Filming Your Hunts

Discuss deer hunting tactics, Deer behavior. Post your Hunting Stories, Pictures, and Questions/Answers.
AbramDean
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Filming Your Hunts

Unread postby AbramDean » Wed May 06, 2020 3:05 pm

I wanna know what everyone's filming set ups look like! GO!


Maverick1
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Re: Filming Your Hunts

Unread postby Maverick1 » Wed May 06, 2020 4:50 pm

Interested in this as well. Tried filming once a number of years ago. With the fiddle-factor of turning the camera on, adjusting the camera arm to the right position, and getting the animal in the frame, there was a lot of movement, which the deer picked up on and busted me. I wasn't very high off the ground and I was in a ladder stand without much cover. It was a mature doe, she easily busted me and blew out. Looking back that was a pretty terrible setup for filming! Haven't tried to film another shot-sequence on a deer since! Figured if it cost me once on a doe, it could cost me on a nicer animal. Now I just carry a small pocket camera or phone and film animals that I know I am not releasing an arrow on. Perhaps it is time to reconsider?
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No sponsors. No camera crew. No team. Just me and my bow. And that’s the way I prefer it.
dan
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Re: Filming Your Hunts

Unread postby dan » Wed May 06, 2020 9:26 pm

There are two very different kinds of filming when filming hunts... A dedicated camera man, and self filming. The two different types require whole different techniques and styles, yet most hunters filming hunts can't seem ti separate the two... You get much better footage and a better view with a camera man. Trouble with that is in most cases we can't afford a camera man, or we don't want to take turns with a partner because you only get to hunt 1/2 as much. There is also the very real problem of trying to hide two people in a tree, or not hunting the right spot because of the right tree only only being big enough for one person. It also can cause a distraction from the hunt and have excessive movement and talking...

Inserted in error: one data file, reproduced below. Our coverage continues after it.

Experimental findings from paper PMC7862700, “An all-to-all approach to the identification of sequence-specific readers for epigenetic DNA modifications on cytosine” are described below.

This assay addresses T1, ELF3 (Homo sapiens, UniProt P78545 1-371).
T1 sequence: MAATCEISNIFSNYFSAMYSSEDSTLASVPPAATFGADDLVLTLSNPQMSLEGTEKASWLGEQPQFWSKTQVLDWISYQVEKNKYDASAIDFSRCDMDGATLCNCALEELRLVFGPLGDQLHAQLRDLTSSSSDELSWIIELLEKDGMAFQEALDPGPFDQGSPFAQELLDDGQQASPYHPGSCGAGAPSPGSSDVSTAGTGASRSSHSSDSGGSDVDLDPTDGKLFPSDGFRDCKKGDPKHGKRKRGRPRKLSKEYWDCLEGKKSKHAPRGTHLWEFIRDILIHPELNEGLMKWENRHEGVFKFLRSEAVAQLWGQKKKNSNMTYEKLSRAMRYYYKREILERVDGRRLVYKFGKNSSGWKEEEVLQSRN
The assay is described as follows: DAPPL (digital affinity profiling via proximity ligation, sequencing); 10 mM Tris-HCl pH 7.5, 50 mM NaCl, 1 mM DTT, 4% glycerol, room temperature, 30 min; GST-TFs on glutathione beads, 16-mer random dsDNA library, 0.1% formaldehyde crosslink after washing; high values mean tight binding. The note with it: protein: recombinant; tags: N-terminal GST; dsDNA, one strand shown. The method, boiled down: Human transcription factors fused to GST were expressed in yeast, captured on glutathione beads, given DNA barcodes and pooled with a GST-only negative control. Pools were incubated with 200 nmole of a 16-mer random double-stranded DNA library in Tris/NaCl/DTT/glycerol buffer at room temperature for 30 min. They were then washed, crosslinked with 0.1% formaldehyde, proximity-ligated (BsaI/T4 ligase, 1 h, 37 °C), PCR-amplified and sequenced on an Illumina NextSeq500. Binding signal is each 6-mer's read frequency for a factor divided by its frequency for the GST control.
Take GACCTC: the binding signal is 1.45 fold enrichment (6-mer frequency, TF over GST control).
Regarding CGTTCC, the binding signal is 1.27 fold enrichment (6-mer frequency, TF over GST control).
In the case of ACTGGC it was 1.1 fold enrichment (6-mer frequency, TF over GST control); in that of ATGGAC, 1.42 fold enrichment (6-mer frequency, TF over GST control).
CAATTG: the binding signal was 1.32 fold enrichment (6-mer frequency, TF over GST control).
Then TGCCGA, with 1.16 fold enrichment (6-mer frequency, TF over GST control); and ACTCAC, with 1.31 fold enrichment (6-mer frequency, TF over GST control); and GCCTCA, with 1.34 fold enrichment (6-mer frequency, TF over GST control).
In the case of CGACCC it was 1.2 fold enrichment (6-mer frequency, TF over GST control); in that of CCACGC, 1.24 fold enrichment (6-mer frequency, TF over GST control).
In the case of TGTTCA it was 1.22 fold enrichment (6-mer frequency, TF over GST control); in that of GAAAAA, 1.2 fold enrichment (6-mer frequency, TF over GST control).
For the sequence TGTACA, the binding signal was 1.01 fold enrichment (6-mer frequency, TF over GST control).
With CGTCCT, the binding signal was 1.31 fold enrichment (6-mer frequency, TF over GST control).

On the other side, a self filmer has to do everything, he has to adjust the camera, turn it on, and capture the event while trying to get the weapon ready and concentrate on the kill... Though harder, its the type I prefer. Usually this means panned back views so the target don't walk out of screen, smaller lighter equipment so you can get everything and your hunting gear back to your spot, and often added smaller back up and second view cameras that can be attached to the weapon, a branch, your hat, etc...

I use a beast camera arm for deer hunt filming, and a tripod for turkey or ground hunting for my main camera and a lot of different small cameras and attachments... The main problem for self filmers is trying to get zoomed in footage. It almost always works best on animals you intend to kill to pan back...


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